Volodymyr Zelenskyy, the president of Ukraine, said Poland will assist in forming a coalition of Western nations to send jets to Kyiv on Wednesday (5 April), as his fighters defended their eastern bastion of Bakhmut against constant Russian assaults.
Zelenskyy claimed during a visit to Warsaw that Poland had been crucial in persuading Western allies to provide battle tanks to Ukraine and that he thought it could do the same for a “planes coalition.”
The Polish government announced it would deploy 10 additional MiG fighter jets in addition to the initial four, but the United States and Ukraine’s other main military partners have not yet agreed to deliver the F-16 fighters Kyiv has asked for.
Zelenskyy disputed claims by Russian forces that they had taken the city, which was in ruins from months of shelling and attritional fighting, by saying, “We are in Bakhmut and the enemy does not control it.”
“For me, the most important thing is not to lose our soldiers,” Zelenskiy said, ostensibly alluding to a possible withdrawal. “Of course, if there is a moment of even hotter events and the danger we could lose our personnel because of encirclement – of course the corresponding correct decisions will be taken by generals there.”
One of the fiercest battles of Russia’s invasion, which is now in its fourteenth month, was fought for Bakhmut, one of the last urban areas in eastern Donetsk Province that have not yet fallen to Russia.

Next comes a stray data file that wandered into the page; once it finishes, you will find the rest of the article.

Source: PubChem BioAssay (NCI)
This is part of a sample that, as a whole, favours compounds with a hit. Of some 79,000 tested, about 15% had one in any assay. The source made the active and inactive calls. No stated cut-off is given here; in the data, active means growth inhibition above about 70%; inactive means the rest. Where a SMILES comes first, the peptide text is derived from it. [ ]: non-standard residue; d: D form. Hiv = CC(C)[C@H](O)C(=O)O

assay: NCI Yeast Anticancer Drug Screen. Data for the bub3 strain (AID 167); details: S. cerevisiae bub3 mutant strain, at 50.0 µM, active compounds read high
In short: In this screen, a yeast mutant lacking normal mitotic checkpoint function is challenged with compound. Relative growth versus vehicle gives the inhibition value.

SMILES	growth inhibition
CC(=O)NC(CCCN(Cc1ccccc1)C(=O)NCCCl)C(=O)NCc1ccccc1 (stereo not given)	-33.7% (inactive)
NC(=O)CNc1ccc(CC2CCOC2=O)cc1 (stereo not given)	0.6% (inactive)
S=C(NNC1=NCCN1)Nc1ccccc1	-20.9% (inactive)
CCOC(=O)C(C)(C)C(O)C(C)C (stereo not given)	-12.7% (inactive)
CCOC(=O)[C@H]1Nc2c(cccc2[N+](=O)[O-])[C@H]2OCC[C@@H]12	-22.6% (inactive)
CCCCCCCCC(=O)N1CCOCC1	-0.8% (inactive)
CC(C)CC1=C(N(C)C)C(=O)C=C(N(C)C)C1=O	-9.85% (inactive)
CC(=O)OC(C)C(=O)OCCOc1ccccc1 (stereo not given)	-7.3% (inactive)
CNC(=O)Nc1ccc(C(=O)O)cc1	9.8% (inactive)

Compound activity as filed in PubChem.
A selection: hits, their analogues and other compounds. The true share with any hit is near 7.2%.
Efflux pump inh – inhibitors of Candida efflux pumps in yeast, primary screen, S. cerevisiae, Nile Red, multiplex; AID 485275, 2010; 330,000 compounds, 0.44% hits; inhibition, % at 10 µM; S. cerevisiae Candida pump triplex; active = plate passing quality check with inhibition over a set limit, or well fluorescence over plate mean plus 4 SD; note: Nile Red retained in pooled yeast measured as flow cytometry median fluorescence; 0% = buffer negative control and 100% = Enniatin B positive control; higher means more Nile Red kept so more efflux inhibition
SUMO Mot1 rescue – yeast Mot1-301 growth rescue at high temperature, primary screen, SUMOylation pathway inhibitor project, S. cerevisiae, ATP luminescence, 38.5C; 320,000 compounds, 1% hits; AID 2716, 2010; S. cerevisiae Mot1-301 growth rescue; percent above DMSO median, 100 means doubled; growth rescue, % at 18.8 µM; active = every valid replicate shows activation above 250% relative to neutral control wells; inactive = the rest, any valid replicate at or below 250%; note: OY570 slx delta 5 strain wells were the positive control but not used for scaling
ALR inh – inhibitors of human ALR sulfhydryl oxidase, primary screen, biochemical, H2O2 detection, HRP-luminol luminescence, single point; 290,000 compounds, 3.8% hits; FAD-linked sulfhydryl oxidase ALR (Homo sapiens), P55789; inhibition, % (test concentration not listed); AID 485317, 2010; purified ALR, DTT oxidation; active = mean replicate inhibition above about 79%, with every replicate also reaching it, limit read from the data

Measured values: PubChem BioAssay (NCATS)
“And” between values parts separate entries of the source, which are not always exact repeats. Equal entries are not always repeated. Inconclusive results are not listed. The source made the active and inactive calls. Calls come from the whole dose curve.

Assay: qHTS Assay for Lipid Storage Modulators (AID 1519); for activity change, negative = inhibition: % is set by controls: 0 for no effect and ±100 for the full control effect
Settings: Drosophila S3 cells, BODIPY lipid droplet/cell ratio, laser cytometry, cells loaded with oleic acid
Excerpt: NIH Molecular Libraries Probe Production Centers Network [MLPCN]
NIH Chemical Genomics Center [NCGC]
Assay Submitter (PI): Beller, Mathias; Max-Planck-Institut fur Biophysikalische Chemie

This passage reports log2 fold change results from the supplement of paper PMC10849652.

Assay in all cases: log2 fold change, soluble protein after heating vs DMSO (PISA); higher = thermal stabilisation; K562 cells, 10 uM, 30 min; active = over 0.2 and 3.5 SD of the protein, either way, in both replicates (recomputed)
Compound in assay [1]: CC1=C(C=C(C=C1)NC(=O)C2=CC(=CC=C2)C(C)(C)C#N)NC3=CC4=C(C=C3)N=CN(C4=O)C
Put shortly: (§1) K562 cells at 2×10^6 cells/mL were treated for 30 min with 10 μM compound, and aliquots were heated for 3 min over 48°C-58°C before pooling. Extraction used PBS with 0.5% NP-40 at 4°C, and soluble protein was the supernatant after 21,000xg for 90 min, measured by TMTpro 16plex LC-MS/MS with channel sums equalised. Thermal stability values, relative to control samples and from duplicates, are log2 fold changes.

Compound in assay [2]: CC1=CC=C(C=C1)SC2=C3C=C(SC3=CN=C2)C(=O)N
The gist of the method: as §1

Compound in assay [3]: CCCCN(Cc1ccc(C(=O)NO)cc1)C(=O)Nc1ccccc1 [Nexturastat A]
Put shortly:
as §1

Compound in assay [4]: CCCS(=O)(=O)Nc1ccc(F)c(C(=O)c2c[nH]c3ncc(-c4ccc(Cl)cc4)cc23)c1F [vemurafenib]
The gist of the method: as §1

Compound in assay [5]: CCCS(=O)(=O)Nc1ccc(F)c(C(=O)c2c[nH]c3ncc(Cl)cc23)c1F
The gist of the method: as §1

Ukrainian military commanders have stressed the importance of holding Bakhmut and other cities and inflicting losses on Russian troops before an anticipated counter-offensive against them in the coming weeks or months.
“Bakhmut is performing the key task of inflicting as many losses on Russia as possible and, most importantly, to prepare for a counter-attack to take place in late April-May,” military analyst Pavel Narozhniy told NV Radio in Ukraine.
The US-based Institute for the Study of War said mercenaries from Russia’s Wagner private militia were likely to continue trying to consolidate control of the city centre and push westward through dense urban neighbourhoods.
Polish President Andrzej Duda said Warsaw was working to secure additional security guarantees for Ukraine at a NATO summit to be held in Lithuania in July.
In addition to MiG-29s, Kyiv has also pressed NATO for F-16 jet fighters but Duda’s foreign policy adviser, Marcin Przydacz, said Poland would not decide soon on whether to send any.
Russian Foreign Minister Sergei Lavrov told state TV that Moscow needed to maintain relations with Washington even though American supplies of weapons to Ukraine meant “we are really in a hot phase of the war”.